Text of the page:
The Godward family of Aitkin is the University of Minnesota’s Farm Family of the Year for Aitkin County. The family operates Godwards Wild Rice, Inc.
In a 1992 interview, Tom Godward told a reporter from the Rochester Post Bulletin that he wasn’t sure the family could continue to make a living growing cultivated wild rice.
Competition from Californial growers was killing them, he said then. Prices had dropped from $3 per pound to $1.50 between 1985 and 1992.
Interestingly, the prices Godwards get per pound for their rice have continued to drop in the intervening 28 years, but the family has persevered in the business by working smarter and adapting to changing markets.
In 2020, sons Nick and Brandon continue to operate the Godward Wild Rice operation with their parents, Kim and Tom, farming around 1,500 acres of rice. Tom and Kim’s daughter Brittany is an award-winning elementary school teacher in Duluth.
The family farms in three areas: Crosslake, Aitkin and Palisade. The Crosslake farm was the original.
“Wild rice is a good crop to be growing in 2020,” said Tom. “It’s a hard life, but it’s what we do, and we are adapting to the times as we go.”
Tom spoke about the nutritional excellence of wild rice as a food, and how well it has fit into changing American diets such as gluten free and keto.
“Wild rice is a seed that is high in protein and fiber. It was a sacred and staple food of the Ojibwe people before we started farming it, and it continues to be to this day.”
Godwards use a rotation with soybeans on their cultivated wild rice acres to replace nitrogen in the soil. They also till under the rice straw (stems) after harvesting the rice, to continue to preserve and increase the fertility of their cropland.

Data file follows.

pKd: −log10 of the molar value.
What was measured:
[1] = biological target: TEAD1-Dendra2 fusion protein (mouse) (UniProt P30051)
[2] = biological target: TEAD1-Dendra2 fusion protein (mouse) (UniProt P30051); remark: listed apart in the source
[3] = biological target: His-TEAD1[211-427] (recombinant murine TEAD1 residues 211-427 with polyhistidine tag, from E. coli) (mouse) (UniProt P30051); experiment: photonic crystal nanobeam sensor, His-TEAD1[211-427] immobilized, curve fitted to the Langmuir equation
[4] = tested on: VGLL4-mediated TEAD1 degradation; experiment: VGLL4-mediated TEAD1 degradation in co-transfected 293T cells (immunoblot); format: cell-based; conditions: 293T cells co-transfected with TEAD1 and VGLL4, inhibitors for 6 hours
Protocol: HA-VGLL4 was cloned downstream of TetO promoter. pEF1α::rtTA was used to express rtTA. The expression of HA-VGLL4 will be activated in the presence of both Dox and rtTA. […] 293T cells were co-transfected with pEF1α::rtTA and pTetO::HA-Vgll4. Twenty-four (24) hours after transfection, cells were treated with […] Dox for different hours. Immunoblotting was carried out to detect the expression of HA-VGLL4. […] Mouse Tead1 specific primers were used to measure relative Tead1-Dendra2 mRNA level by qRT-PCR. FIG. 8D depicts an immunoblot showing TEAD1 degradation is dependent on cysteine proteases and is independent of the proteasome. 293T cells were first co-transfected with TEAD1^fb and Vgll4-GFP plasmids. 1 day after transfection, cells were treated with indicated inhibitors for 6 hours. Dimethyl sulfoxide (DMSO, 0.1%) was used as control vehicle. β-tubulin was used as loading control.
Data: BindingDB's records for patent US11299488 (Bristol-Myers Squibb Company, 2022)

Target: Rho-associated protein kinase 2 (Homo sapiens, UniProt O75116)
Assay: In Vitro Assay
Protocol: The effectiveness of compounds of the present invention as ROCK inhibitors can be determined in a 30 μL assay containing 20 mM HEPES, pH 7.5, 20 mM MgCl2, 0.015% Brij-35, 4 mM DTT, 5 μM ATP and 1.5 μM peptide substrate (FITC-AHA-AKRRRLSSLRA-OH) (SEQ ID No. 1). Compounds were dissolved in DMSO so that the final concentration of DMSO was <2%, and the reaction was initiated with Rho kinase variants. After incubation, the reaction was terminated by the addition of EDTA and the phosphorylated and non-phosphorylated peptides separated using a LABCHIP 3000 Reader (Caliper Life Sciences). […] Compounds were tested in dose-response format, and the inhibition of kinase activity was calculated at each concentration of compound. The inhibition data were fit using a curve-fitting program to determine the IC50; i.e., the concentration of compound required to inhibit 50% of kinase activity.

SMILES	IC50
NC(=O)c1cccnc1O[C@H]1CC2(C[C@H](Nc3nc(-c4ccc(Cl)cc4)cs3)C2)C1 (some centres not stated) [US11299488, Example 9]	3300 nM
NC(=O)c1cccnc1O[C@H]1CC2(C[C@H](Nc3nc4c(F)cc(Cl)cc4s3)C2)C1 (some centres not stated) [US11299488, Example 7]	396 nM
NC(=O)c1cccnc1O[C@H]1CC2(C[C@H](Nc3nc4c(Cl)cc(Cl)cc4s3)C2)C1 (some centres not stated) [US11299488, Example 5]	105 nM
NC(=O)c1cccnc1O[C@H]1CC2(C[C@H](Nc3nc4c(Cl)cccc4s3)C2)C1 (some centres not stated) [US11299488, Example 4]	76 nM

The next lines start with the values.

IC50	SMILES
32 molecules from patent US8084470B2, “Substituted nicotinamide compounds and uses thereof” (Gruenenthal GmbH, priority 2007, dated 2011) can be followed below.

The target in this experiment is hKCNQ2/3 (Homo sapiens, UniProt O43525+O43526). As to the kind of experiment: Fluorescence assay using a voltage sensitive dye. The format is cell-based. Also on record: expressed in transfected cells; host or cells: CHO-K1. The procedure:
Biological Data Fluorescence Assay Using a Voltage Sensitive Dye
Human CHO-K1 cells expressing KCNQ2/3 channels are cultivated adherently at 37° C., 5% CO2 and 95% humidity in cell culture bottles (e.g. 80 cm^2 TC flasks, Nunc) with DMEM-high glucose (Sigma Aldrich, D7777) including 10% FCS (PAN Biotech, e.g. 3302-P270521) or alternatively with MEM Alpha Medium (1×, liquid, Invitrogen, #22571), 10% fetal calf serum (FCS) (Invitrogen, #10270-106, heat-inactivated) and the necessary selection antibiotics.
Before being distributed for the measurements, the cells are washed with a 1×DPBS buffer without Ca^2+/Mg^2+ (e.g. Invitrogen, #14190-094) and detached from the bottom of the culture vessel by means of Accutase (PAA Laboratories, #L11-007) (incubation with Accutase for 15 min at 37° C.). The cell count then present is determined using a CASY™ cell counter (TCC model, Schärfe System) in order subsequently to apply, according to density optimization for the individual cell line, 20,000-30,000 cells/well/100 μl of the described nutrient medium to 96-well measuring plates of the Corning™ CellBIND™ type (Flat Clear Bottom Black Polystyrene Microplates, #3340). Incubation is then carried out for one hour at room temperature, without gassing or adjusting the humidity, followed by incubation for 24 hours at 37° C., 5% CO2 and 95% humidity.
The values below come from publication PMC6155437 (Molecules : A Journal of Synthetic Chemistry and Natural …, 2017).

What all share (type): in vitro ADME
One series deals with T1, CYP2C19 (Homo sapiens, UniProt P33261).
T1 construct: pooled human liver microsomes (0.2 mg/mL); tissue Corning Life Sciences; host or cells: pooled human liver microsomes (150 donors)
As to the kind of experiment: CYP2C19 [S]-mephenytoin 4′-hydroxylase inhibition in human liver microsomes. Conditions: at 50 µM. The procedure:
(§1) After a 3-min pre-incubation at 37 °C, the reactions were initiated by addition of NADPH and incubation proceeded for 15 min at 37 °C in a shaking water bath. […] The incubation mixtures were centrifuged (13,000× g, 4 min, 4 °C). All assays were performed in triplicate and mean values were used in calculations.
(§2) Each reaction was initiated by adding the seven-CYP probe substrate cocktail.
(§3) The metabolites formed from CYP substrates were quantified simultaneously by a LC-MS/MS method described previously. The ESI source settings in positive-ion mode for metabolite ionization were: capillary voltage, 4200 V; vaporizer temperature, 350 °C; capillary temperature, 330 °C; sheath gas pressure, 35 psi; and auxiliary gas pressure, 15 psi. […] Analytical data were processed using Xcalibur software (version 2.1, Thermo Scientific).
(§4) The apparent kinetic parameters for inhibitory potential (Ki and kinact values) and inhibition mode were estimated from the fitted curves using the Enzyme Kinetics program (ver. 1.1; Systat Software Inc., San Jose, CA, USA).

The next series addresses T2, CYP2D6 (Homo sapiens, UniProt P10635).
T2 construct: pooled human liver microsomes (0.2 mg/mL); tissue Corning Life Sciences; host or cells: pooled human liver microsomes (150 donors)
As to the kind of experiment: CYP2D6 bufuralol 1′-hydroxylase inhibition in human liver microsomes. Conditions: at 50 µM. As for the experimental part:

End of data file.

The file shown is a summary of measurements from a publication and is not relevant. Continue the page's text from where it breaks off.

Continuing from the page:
In addition to the cultivated wild rice that is harvested using specially adapted combines, Godwards care for many acres of lake wild rice, which they harvest with airboats, a technique they learned from growers in Canada. They also set aside a portion of their wild rice acres to be harvested by hand from canoes, in the traditional way.
“Hand-harvested lake rice is a product that some of our customers demand, so we work to continue to be in that niche market,” Tom said.
Godwards have started to produce certified organic wild rice, also in response to the demands of consumers. Son Brandon works with the Minnesota Crop Improvement Association to manage the Godwards’ certifed rice operation.
Not all of the family’s land can be certified organic due to proximity of some fields to conventional agricultural land, but they are taking the extra steps needed to maintain a line of certified organic wild rice.
Nick Godward and employee Derek Schuety were harvesting rice for seed last week at a field in Palisade. The family participates in a seed saving cooperative venture with the Minnesota Wild Rice council; the growers save their own seed every year, working with plant breeders from the University of Minnesota to save various varieties of wild rice seed to use in future years.
“There’s nothing even close to GMO (genetically modified or engineered) with our wild rice. We work with Jenny Kimball who is a plant breeder at the U of M specializing in cultivated wild rice plant breeding and genetics. We help her with field trials and plant breeding to enhance the natural traits we need to encourage to have successful rice crops.”
Sons Nick and Brandon are the third generation of Godwards cultivating wild rice, something Tom’s father James figured out from watching rice growers in India during World War II.
The Godwards have resisted getting into any kind of retail marketing endeavors. Instead, they focus on supplying several large wild rice wholesale markets, which process, package and market the final products.
One of those wholesale buyers is Mille Lacs Wild Rice Inc. in Aitkin. Another certified organic processor processes the organic airboat rice.